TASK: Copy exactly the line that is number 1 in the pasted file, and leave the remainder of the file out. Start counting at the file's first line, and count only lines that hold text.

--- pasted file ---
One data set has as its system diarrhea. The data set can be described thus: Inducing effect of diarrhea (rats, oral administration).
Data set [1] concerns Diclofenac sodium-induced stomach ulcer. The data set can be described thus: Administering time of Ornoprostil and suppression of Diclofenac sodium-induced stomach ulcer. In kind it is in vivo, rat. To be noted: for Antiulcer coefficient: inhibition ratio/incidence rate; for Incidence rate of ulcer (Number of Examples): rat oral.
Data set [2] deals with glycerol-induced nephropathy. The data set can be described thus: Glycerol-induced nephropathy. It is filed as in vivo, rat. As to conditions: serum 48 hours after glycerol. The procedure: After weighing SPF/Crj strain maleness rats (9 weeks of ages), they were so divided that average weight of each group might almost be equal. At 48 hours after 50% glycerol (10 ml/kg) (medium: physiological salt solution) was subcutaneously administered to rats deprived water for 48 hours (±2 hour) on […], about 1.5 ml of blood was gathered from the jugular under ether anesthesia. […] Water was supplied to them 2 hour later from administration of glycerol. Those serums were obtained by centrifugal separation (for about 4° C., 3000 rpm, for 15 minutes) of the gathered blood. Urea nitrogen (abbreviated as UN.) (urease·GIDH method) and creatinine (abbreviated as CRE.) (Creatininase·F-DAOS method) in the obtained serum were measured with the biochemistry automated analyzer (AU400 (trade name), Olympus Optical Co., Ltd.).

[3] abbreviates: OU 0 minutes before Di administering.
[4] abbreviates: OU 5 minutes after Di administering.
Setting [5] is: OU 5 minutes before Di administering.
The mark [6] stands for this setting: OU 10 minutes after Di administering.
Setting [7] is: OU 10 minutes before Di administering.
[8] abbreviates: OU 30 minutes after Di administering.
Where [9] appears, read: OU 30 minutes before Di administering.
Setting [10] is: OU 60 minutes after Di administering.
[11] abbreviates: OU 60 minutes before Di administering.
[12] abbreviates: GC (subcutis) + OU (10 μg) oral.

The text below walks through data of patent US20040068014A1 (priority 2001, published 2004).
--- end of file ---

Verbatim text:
One data set has as its system diarrhea. The data set can be described thus: Inducing effect of diarrhea (rats, oral administration).